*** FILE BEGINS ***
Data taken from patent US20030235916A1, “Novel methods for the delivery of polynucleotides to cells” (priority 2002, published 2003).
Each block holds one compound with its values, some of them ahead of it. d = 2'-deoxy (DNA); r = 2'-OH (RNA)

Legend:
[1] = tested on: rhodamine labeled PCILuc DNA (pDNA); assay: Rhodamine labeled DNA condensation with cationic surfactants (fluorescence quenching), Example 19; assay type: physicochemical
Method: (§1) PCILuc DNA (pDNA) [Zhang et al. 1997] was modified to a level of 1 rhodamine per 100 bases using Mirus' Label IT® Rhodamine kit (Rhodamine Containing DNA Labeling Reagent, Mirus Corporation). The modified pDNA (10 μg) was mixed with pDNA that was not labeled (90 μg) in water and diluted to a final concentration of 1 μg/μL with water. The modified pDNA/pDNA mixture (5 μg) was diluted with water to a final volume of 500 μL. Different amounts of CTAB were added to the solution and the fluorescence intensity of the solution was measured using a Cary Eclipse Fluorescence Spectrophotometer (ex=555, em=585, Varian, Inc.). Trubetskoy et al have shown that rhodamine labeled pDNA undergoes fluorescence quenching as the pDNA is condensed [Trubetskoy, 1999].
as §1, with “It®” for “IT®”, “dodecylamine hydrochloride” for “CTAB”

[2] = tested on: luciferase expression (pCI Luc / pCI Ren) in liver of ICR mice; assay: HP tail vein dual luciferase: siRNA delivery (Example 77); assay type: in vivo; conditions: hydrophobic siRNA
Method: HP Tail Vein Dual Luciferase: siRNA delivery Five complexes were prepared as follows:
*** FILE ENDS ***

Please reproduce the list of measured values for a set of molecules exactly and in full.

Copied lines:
Data taken from patent US20030235916A1, “Novel methods for the delivery of polynucleotides to cells” (priority 2002, published 2003).
Each block holds one compound with its values, some of them ahead of it. d = 2'-deoxy (DNA); r = 2'-OH (RNA)

Legend:
[1] = tested on: rhodamine labeled PCILuc DNA (pDNA); assay: Rhodamine labeled DNA condensation with cationic surfactants (fluorescence quenching), Example 19; assay type: physicochemical
Method: (§1) PCILuc DNA (pDNA) [Zhang et al. 1997] was modified to a level of 1 rhodamine per 100 bases using Mirus' Label IT® Rhodamine kit (Rhodamine Containing DNA Labeling Reagent, Mirus Corporation). The modified pDNA (10 μg) was mixed with pDNA that was not labeled (90 μg) in water and diluted to a final concentration of 1 μg/μL with water. The modified pDNA/pDNA mixture (5 μg) was diluted with water to a final volume of 500 μL. Different amounts of CTAB were added to the solution and the fluorescence intensity of the solution was measured using a Cary Eclipse Fluorescence Spectrophotometer (ex=555, em=585, Varian, Inc.). Trubetskoy et al have shown that rhodamine labeled pDNA undergoes fluorescence quenching as the pDNA is condensed [Trubetskoy, 1999].
as §1, with “It®” for “IT®”, “dodecylamine hydrochloride” for “CTAB”

[2] = tested on: luciferase expression (pCI Luc / pCI Ren) in liver of ICR mice; assay: HP tail vein dual luciferase: siRNA delivery (Example 77); assay type: in vivo; conditions: hydrophobic siRNA
Method: HP Tail Vein Dual Luciferase: siRNA delivery Five complexes were prepared as follows: